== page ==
Eight Is Enough
by Tom Braden
Open Road

This reviewer remembers little about the television series Eight Is Enough (apart from that it starred Willie Aames), but the book on which it was based will leave a lasting impression. That’s because, in reading about this family in 1970s America, there’s now a fascinating vintage quality to parenting of yore.

Author Tom Braden (1917-2009) writes candidly about how he and wife Joan tackled subjects such as drugs, alcohol and sex, and reveals that “two of the children were accidents”.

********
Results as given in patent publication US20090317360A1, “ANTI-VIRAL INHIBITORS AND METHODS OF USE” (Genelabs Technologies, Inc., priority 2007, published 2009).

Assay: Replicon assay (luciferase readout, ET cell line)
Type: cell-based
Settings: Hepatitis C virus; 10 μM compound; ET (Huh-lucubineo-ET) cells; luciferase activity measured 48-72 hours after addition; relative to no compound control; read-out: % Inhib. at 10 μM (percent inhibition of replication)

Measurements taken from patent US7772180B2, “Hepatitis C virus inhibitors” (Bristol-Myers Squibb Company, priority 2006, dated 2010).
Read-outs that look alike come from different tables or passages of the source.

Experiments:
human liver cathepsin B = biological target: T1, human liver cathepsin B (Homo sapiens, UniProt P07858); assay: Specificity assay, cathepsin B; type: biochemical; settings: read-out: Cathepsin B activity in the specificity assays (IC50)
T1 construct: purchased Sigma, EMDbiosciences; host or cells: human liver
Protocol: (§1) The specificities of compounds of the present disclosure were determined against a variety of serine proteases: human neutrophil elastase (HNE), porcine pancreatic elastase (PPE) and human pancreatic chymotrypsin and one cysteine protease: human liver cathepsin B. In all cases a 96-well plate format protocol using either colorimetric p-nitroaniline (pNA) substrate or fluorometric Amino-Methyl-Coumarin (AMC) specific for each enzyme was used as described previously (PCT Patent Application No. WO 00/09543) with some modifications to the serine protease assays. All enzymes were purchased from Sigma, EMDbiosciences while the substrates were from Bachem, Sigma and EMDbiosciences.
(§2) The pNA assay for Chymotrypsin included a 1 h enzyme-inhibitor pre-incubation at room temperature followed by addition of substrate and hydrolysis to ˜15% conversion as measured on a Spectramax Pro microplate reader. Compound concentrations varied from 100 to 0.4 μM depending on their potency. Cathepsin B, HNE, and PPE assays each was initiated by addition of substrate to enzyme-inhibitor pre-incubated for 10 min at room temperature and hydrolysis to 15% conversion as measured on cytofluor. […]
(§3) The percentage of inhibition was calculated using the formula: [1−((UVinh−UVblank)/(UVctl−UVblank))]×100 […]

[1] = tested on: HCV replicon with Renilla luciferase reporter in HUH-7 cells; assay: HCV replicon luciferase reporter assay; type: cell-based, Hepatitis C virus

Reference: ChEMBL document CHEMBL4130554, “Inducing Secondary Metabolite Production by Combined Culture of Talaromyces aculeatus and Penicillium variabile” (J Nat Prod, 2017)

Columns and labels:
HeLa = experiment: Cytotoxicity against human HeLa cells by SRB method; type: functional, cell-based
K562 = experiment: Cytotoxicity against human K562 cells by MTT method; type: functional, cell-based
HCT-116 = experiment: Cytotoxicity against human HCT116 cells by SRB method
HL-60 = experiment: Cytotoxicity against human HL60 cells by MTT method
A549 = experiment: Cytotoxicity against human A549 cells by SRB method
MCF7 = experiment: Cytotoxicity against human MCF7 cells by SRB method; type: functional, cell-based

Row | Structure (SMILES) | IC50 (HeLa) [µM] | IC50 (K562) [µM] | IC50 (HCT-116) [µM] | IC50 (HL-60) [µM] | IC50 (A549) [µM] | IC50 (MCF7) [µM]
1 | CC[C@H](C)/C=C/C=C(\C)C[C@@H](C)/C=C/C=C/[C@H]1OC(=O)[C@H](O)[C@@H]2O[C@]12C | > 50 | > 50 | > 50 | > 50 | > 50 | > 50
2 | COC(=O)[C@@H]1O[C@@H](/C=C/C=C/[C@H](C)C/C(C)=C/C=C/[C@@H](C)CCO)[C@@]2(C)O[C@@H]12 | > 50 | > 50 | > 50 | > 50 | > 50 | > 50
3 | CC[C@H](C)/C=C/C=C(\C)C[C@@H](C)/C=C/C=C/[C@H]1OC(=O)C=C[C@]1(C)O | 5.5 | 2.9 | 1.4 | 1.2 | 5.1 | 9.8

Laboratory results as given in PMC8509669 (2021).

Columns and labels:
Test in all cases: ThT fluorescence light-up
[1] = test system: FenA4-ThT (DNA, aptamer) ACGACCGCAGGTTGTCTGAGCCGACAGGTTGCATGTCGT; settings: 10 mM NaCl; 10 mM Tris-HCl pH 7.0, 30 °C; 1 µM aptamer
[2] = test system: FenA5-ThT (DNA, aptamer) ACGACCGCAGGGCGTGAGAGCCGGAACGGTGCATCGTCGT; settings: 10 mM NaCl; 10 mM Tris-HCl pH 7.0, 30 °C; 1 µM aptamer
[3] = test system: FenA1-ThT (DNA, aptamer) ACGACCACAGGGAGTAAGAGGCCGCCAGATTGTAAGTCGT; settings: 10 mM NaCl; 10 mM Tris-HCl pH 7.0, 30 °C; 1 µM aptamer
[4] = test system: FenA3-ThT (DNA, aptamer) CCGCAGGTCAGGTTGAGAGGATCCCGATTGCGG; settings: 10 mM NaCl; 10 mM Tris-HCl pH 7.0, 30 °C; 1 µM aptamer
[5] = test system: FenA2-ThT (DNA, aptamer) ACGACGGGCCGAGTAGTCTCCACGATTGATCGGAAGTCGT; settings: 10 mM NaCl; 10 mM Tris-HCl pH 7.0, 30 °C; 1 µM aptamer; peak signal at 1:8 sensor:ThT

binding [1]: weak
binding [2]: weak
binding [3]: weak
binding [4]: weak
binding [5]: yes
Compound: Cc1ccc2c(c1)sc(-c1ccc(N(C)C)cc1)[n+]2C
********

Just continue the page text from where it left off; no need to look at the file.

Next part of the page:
The journalist in him then considers the possibility that a quarter of all Americans aged over 20 were unplanned (the pill was approved in 1960). He also admits he should never have had eight kids (the average American family then had 2.2). It’s possibly a one-sided opinion, but Braden says he and his wife could have managed on their own for up to three children.

Interestingly, one of their servants was a Hong Kong man named Sing, who served the children peanut butter sandwiches on a plate. Braden, however, wanted his kids to make their own after-school snacks and clean up after themselves.

His main parenting principle? Raising children who realise their responsibilities.